Ever since that class, I have been on the lookout for the full moon, intent not to miss this sign of God that always appears every month. I don’t think I’ve missed one in the 2 1/2 years since. Watching for the full moon helps remind me not only to look for God in the places where I know God will be, but to be prepared to be surprised when God’s presence is revealed unexpectedly, like it was tonight when I stepped onto the sidewalk.

I came to love the azan, the Islamic call to prayer, and what it means and stands for. Its short but powerful phrases — “God is greater! Come to prayer! Come to salvation!” — remind all who hear it of the necessity not only of recognizing God’s presence, but also of orienting one’s life toward and around that presence.

This habit of looking for the full moons of life — of being attentive to and seeking “God in all things,” as the Jesuits would put it — has helped me recognize the unanticipated blessings each day during my first few weeks living in Jordan: the Filipino parishioner at my Jesuit parish who scooted next to me on the pew as I cried with homesickness and worry; the compassionate landlord who returned money after I had to cancel a lease agreement; the friend who let me live for days at her place and left peeled fruit on the cutting board for me every morning; and the other countless moments of hospitality and welcome that were usually accompanied by a glass of steaming, sugary tea.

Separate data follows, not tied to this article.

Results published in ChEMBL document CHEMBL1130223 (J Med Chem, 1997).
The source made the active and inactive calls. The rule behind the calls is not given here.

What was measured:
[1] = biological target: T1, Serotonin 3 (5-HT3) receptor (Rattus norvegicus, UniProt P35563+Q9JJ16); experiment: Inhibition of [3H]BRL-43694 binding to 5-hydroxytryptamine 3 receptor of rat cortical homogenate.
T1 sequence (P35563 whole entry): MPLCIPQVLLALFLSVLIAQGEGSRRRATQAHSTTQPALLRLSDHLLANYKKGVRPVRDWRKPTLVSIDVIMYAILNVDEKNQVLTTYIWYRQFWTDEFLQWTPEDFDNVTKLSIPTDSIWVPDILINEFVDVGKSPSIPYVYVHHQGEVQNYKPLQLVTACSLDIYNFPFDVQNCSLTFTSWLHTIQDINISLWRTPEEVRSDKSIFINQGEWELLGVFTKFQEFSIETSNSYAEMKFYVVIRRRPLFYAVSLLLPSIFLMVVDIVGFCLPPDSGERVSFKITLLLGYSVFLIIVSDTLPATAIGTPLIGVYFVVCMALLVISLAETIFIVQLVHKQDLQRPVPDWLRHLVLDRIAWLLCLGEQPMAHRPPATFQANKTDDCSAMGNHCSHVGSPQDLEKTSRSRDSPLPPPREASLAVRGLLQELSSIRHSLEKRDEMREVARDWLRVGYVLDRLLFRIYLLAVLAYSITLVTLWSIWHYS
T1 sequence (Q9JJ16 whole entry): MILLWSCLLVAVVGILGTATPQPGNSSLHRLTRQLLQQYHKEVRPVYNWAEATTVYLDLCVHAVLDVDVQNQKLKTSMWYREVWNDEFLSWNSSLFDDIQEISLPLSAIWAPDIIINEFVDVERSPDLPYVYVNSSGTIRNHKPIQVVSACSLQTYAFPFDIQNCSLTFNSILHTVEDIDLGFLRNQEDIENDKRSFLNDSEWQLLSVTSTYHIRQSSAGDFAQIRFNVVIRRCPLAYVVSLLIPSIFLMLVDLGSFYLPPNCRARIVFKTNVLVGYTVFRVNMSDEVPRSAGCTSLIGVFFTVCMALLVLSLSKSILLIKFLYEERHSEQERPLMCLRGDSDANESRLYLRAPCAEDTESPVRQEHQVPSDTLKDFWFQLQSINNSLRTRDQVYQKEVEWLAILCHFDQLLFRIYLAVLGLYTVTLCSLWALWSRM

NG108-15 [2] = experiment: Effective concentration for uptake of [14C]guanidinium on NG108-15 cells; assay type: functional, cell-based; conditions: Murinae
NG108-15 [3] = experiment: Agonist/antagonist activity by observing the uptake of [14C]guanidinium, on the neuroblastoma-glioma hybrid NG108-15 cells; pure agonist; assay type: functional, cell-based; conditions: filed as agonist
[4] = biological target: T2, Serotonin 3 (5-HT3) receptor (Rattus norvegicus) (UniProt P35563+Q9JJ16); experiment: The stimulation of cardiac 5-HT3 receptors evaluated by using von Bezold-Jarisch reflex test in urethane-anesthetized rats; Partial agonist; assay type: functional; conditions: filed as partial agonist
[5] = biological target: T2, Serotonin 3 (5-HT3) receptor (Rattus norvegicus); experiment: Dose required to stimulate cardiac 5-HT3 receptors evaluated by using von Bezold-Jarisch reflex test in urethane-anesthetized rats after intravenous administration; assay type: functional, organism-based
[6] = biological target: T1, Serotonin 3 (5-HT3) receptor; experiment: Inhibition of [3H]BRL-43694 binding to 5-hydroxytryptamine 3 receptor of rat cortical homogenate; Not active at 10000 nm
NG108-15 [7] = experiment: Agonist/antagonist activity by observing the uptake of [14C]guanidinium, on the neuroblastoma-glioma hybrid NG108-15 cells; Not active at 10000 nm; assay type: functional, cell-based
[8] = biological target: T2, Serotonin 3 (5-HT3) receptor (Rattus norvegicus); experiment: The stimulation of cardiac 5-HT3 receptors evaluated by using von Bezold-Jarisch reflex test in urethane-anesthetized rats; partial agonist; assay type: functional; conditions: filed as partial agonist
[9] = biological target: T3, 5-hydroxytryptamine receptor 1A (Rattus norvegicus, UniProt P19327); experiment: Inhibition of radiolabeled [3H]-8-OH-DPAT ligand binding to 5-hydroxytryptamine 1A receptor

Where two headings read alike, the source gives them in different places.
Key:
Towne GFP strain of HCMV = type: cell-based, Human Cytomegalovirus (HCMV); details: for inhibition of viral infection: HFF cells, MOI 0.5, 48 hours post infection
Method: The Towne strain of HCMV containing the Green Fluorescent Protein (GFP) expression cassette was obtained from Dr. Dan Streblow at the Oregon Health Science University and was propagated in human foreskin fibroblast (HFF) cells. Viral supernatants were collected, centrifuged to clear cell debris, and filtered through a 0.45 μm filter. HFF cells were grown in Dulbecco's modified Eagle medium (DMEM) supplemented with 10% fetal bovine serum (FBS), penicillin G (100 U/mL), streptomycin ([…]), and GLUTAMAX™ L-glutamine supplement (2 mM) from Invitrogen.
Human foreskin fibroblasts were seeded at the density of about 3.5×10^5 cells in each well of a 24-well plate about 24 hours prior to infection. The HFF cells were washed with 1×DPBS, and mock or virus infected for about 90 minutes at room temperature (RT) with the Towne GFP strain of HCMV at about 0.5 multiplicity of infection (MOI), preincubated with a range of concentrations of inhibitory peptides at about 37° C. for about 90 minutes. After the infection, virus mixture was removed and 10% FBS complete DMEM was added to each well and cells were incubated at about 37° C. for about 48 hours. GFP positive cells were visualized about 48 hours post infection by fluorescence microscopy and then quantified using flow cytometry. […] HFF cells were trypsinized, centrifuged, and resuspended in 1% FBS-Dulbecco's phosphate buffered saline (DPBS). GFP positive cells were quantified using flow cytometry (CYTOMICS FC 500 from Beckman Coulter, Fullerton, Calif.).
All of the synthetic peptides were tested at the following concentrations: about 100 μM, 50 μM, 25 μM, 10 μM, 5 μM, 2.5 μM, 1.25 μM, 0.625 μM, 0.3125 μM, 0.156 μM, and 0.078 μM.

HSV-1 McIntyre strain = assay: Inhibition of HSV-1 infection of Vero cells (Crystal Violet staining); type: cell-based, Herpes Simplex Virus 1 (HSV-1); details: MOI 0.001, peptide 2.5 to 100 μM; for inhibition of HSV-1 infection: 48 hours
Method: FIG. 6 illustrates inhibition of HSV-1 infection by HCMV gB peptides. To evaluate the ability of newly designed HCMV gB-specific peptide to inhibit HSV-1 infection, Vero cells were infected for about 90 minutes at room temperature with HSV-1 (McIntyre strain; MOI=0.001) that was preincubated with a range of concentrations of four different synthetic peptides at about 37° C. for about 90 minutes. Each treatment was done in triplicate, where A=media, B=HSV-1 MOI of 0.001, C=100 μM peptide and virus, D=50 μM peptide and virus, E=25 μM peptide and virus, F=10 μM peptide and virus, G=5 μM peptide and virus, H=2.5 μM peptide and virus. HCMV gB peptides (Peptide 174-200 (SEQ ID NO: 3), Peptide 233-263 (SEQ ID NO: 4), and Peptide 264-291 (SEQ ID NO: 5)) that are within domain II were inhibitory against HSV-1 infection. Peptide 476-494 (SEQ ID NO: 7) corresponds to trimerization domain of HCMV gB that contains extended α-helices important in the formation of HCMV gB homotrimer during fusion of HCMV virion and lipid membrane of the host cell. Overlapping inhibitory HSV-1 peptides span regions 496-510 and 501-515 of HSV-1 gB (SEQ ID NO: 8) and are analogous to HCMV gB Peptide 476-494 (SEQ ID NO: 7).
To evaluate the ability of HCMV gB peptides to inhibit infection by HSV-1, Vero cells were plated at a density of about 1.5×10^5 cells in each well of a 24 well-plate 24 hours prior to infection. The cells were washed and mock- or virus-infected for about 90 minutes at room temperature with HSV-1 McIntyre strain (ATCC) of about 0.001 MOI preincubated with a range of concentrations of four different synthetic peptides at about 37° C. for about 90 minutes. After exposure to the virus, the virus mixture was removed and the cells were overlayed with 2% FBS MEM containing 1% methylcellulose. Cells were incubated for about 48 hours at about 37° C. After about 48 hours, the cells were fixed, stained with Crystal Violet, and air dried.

Sometimes I am able to acknowledge the sacramentality of these moments as they are happening. Other times it requires prayer and recollection in order to uncover the bright blessing from behind foggy clouds. All too often, I still don’t see the moon, missing it as I rush around or wallow in the mud of my own troubles.

Invoking Allah

My personal spirituality has been shaped not only by Ignatian practices but also by Islam. Thanks to Arabic classes, my involvement with the Muslim student group at my school, and my own personal exploration of the faith, I came to love the azan, the Islamic call to prayer, and what it means and stands for. It, like the full moon, is a reminder to pray and remember God. Its short but powerful phrases — “God is greater! Come to prayer! Come to salvation!” — remind all who hear it of the necessity not only of recognizing God’s presence, but also of orienting one’s life toward and around that presence.